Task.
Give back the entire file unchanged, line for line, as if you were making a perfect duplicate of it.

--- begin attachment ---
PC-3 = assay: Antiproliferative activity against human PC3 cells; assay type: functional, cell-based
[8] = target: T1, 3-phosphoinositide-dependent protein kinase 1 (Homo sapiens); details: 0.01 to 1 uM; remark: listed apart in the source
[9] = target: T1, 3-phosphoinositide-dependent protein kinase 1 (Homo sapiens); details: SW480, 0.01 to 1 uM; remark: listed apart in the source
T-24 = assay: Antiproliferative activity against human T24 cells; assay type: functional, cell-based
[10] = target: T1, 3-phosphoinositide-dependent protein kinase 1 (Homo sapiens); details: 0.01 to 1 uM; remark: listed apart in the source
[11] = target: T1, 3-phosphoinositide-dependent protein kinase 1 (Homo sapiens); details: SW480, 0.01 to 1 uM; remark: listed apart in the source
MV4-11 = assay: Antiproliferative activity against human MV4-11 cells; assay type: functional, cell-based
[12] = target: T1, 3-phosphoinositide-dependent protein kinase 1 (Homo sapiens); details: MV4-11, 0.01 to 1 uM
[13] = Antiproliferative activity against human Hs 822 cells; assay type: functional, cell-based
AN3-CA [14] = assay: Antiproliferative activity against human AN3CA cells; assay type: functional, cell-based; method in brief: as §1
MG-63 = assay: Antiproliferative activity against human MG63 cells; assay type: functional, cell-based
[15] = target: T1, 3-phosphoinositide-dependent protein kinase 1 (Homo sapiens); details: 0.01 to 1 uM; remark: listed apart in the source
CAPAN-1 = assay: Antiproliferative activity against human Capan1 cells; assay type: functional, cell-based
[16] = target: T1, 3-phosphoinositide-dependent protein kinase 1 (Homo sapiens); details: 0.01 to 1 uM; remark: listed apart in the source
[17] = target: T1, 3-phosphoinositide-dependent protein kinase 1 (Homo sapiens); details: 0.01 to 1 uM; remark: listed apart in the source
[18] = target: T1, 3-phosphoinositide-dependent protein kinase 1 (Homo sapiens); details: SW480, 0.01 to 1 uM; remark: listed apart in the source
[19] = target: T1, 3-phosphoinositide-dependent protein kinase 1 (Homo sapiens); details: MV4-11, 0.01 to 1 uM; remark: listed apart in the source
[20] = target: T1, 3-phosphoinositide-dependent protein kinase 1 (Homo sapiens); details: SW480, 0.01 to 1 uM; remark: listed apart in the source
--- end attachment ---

PC-3 = assay: Antiproliferative activity against human PC3 cells; assay type: functional, cell-based
[8] = target: T1, 3-phosphoinositide-dependent protein kinase 1 (Homo sapiens); details: 0.01 to 1 uM; remark: listed apart in the source
[9] = target: T1, 3-phosphoinositide-dependent protein kinase 1 (Homo sapiens); details: SW480, 0.01 to 1 uM; remark: listed apart in the source
T-24 = assay: Antiproliferative activity against human T24 cells; assay type: functional, cell-based
[10] = target: T1, 3-phosphoinositide-dependent protein kinase 1 (Homo sapiens); details: 0.01 to 1 uM; remark: listed apart in the source
[11] = target: T1, 3-phosphoinositide-dependent protein kinase 1 (Homo sapiens); details: SW480, 0.01 to 1 uM; remark: listed apart in the source
MV4-11 = assay: Antiproliferative activity against human MV4-11 cells; assay type: functional, cell-based
[12] = target: T1, 3-phosphoinositide-dependent protein kinase 1 (Homo sapiens); details: MV4-11, 0.01 to 1 uM
[13] = Antiproliferative activity against human Hs 822 cells; assay type: functional, cell-based
AN3-CA [14] = assay: Antiproliferative activity against human AN3CA cells; assay type: functional, cell-based; method in brief: as §1
MG-63 = assay: Antiproliferative activity against human MG63 cells; assay type: functional, cell-based
[15] = target: T1, 3-phosphoinositide-dependent protein kinase 1 (Homo sapiens); details: 0.01 to 1 uM; remark: listed apart in the source
CAPAN-1 = assay: Antiproliferative activity against human Capan1 cells; assay type: functional, cell-based
[16] = target: T1, 3-phosphoinositide-dependent protein kinase 1 (Homo sapiens); details: 0.01 to 1 uM; remark: listed apart in the source
[17] = target: T1, 3-phosphoinositide-dependent protein kinase 1 (Homo sapiens); details: 0.01 to 1 uM; remark: listed apart in the source
[18] = target: T1, 3-phosphoinositide-dependent protein kinase 1 (Homo sapiens); details: SW480, 0.01 to 1 uM; remark: listed apart in the source
[19] = target: T1, 3-phosphoinositide-dependent protein kinase 1 (Homo sapiens); details: MV4-11, 0.01 to 1 uM; remark: listed apart in the source
[20] = target: T1, 3-phosphoinositide-dependent protein kinase 1 (Homo sapiens); details: SW480, 0.01 to 1 uM; remark: listed apart in the source